In January 1947, the battalion was reorganized and enlarged to a strength of 760. With this change, Headquarters Detachment, and Companies A and B were added to the battalion. In June 1948, the battalion was again reorganized – this time adding a headquarters company to replace the headquarters detachment. In July 1948, the battalion requested, and the Department of the Army later approved, the designation of Jan. 8 as the Unit Day for the 972nd based on the assumption of battalion status. Three months later, post war organizational reductions in force featured the first of several inactivations for the battalion at Fort Shafter, Territory of Hawaii.

A decade later, in May 1958, the Chief of Signal ordered the 972nd Signal Battalion back to active service, this time not overseas, but at Tobyanna Signal Depot, Pennsylvania. It was formally activated on May 14, 1958, as the 972nd Signal Battalion (Supply and Maintenance). The unit consisted of only a headquarters element with no assigned companies. In July 1962, the 972nd was reassigned from the Chief Signal Officer to Second United States Army. Three years later, in May 1965, it reorganized from a headquarters detachment to a headquarters company

In August 1965, the 972nd was alerted for overseas shipment back to the Pacific. This time it was not going to be the beautiful Hawaiian Islands, but to the war-torn shores of South Vietnam. While on its first tour in Vietnam, from September 1965 to October 1967, the unit operated signal depots as well as signal supply and maintenance points. It provided semi-fixed general support and mobile-fixed support for signal equipment. It was located at Qui Nhon and attached to the U. S. Army Support Command there. The 972nd was inactivated for a second time on Oct. 20, 1967, in Vietnam. This time, inactive status was short-lived and the unit was activated again in May 1968 at Fort Lewis, Washington, where its Soldiers trained for a short five months prior to the unit’s second deployment to Vietnam in October. Meanwhile, U.S. Army Vietnam awarded the 972nd its second Meritorious Unit Commendation in August 1968 for meticulous attention to detail in planning and monitoring signal logistics support for 13 major combat operations. The 972nd also earned four campaign streamers for its first tour in Vietnam.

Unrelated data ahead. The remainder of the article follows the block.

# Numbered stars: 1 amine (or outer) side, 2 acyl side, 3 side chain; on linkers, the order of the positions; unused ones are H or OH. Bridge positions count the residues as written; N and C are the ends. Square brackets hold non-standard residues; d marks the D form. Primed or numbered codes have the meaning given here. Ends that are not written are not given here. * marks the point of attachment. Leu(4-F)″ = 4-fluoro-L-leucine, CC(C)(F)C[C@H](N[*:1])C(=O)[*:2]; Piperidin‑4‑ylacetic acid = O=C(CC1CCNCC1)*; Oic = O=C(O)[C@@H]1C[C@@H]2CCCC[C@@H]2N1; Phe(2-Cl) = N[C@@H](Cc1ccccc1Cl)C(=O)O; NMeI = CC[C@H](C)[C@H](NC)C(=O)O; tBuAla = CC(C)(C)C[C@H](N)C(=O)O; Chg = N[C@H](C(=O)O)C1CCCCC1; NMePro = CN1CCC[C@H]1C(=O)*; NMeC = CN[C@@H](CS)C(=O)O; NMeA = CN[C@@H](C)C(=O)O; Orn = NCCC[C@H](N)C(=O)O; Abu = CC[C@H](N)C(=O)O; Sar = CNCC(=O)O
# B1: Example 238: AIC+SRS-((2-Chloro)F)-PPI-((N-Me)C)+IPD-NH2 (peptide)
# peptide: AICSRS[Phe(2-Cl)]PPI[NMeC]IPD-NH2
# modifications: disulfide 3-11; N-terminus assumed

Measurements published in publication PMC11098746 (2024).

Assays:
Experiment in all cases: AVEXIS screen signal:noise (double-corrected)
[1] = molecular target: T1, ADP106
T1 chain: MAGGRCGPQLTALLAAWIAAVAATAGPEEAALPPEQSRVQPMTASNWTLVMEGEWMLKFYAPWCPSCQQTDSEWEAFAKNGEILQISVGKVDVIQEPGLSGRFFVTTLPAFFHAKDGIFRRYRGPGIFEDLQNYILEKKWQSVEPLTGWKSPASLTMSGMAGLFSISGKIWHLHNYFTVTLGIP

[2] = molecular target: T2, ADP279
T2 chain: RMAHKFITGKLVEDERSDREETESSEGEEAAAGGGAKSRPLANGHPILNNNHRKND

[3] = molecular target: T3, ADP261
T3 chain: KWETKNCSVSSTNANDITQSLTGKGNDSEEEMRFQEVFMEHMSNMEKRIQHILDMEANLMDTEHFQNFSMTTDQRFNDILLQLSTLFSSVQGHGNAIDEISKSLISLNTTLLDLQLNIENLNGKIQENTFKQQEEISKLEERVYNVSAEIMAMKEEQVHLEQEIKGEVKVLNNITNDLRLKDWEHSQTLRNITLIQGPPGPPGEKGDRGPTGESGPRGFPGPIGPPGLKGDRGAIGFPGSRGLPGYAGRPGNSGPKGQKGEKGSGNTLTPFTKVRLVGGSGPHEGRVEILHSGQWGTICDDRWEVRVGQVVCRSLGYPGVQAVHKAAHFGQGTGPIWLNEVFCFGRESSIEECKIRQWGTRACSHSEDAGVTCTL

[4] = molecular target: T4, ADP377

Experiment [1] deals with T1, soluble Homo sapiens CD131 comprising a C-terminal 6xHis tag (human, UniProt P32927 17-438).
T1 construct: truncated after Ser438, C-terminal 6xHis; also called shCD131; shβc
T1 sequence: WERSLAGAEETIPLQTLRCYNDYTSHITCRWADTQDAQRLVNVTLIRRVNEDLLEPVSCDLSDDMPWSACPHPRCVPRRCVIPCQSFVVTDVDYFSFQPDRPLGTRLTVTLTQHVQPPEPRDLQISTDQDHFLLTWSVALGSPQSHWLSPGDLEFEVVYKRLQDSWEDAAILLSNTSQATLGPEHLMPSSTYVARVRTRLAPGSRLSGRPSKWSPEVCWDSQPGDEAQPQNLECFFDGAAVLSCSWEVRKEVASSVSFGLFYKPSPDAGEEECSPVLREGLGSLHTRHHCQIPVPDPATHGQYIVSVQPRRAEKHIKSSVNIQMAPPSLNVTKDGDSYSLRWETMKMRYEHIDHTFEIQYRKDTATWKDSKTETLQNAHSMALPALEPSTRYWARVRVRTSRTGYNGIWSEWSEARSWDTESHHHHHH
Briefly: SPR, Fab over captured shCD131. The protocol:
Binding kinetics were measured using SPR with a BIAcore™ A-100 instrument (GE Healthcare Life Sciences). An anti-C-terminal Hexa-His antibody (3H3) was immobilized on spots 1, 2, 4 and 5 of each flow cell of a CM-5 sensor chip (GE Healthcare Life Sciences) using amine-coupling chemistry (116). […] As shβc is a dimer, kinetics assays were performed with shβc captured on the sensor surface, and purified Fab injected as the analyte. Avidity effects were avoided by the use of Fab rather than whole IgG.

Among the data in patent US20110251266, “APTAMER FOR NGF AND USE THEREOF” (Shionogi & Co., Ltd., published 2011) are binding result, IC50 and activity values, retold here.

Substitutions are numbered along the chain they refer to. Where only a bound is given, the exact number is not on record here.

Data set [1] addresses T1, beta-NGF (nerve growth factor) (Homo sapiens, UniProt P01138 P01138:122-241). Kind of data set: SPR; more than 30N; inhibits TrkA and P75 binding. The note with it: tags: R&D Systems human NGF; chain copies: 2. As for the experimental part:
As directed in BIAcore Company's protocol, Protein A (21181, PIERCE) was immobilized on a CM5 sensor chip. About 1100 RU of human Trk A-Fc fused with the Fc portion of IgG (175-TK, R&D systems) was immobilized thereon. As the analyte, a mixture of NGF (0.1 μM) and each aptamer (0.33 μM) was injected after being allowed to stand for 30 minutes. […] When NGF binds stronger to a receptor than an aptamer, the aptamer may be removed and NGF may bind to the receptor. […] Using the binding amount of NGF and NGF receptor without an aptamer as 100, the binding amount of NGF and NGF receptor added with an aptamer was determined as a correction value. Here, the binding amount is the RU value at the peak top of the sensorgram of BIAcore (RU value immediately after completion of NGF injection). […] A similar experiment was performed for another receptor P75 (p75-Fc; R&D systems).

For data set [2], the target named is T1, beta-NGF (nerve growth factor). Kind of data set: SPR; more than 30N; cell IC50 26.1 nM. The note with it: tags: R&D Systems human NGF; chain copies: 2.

The newly organized 972nd Signal Battalion arrived at Long Binh, Vietnam, on Oct. 29, 1968, and was assigned to the 2nd Signal Group, 1st Signal Brigade, U.S. Army Strategic Communications Command, to provide contingency communications support throughout the Republic of Vietnam. In November 1968, the 107th Signal Company (Support) was assigned to the battalion. The 107th was a federalized Rhode Island Army National Guard unit called up for Vietnam. Later that month, the 972nd gained the 267th Signal Company (Cable Construction) and the 327th Signal Company (Radio Relay).

During October 1969, as a third inactivation loomed for the 972nd, the battalion transferred control of the 267th and 327th Signal Companies to the 39th Signal Battalion, 2nd Signal Group. Also in October, the 107th Signal Company was released for redeployment to the continental United States. Later that month, despite the battalion’s imminent inactivation, the 972nd assumed control over the 324th Signal Company (Support). Then, in late November 1969, the Army inactivated the 972nd in conjunction with the phased redeployment of U.S. Army Forces from South Vietnam. During this tour in Vietnam, the battalion earned six more Vietnam campaign streamers.